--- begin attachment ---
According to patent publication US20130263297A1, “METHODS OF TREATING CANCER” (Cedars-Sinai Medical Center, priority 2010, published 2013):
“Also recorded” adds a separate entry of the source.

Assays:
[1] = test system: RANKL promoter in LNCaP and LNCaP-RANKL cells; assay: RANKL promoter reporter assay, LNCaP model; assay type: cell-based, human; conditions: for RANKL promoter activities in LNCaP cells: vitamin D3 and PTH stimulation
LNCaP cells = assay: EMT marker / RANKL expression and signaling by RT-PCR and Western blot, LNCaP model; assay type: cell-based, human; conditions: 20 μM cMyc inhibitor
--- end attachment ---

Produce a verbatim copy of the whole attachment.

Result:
According to patent publication US20130263297A1, “METHODS OF TREATING CANCER” (Cedars-Sinai Medical Center, priority 2010, published 2013):
“Also recorded” adds a separate entry of the source.

Assays:
[1] = test system: RANKL promoter in LNCaP and LNCaP-RANKL cells; assay: RANKL promoter reporter assay, LNCaP model; assay type: cell-based, human; conditions: for RANKL promoter activities in LNCaP cells: vitamin D3 and PTH stimulation
LNCaP cells = assay: EMT marker / RANKL expression and signaling by RT-PCR and Western blot, LNCaP model; assay type: cell-based, human; conditions: 20 μM cMyc inhibitor